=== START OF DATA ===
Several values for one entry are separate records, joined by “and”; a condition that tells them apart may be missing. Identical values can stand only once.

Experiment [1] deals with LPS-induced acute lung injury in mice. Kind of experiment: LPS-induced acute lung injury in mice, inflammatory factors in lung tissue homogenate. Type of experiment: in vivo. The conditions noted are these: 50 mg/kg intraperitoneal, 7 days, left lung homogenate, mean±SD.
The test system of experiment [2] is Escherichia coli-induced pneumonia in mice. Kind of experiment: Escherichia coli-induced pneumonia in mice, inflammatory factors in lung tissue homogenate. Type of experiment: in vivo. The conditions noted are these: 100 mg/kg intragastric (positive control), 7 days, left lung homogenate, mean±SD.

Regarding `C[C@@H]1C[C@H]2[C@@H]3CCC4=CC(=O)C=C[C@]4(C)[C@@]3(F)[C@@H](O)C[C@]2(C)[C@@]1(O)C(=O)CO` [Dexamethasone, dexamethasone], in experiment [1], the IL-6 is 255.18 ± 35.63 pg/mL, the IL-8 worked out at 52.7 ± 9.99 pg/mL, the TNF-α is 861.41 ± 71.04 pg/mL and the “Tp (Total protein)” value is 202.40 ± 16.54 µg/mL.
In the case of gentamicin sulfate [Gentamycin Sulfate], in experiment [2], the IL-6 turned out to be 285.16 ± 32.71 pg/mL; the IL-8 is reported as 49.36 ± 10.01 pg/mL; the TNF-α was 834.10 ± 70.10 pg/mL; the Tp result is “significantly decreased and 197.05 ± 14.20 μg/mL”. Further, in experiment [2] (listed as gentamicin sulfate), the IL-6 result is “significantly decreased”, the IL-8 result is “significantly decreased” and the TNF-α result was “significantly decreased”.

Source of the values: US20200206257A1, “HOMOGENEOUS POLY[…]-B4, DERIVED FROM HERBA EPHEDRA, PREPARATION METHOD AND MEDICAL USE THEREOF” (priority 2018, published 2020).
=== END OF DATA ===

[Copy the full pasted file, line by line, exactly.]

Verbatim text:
Several values for one entry are separate records, joined by “and”; a condition that tells them apart may be missing. Identical values can stand only once.

Experiment [1] deals with LPS-induced acute lung injury in mice. Kind of experiment: LPS-induced acute lung injury in mice, inflammatory factors in lung tissue homogenate. Type of experiment: in vivo. The conditions noted are these: 50 mg/kg intraperitoneal, 7 days, left lung homogenate, mean±SD.
The test system of experiment [2] is Escherichia coli-induced pneumonia in mice. Kind of experiment: Escherichia coli-induced pneumonia in mice, inflammatory factors in lung tissue homogenate. Type of experiment: in vivo. The conditions noted are these: 100 mg/kg intragastric (positive control), 7 days, left lung homogenate, mean±SD.

Regarding `C[C@@H]1C[C@H]2[C@@H]3CCC4=CC(=O)C=C[C@]4(C)[C@@]3(F)[C@@H](O)C[C@]2(C)[C@@]1(O)C(=O)CO` [Dexamethasone, dexamethasone], in experiment [1], the IL-6 is 255.18 ± 35.63 pg/mL, the IL-8 worked out at 52.7 ± 9.99 pg/mL, the TNF-α is 861.41 ± 71.04 pg/mL and the “Tp (Total protein)” value is 202.40 ± 16.54 µg/mL.
In the case of gentamicin sulfate [Gentamycin Sulfate], in experiment [2], the IL-6 turned out to be 285.16 ± 32.71 pg/mL; the IL-8 is reported as 49.36 ± 10.01 pg/mL; the TNF-α was 834.10 ± 70.10 pg/mL; the Tp result is “significantly decreased and 197.05 ± 14.20 μg/mL”. Further, in experiment [2] (listed as gentamicin sulfate), the IL-6 result is “significantly decreased”, the IL-8 result is “significantly decreased” and the TNF-α result was “significantly decreased”.

Source of the values: US20200206257A1, “HOMOGENEOUS POLY[…]-B4, DERIVED FROM HERBA EPHEDRA, PREPARATION METHOD AND MEDICAL USE THEREOF” (priority 2018, published 2020).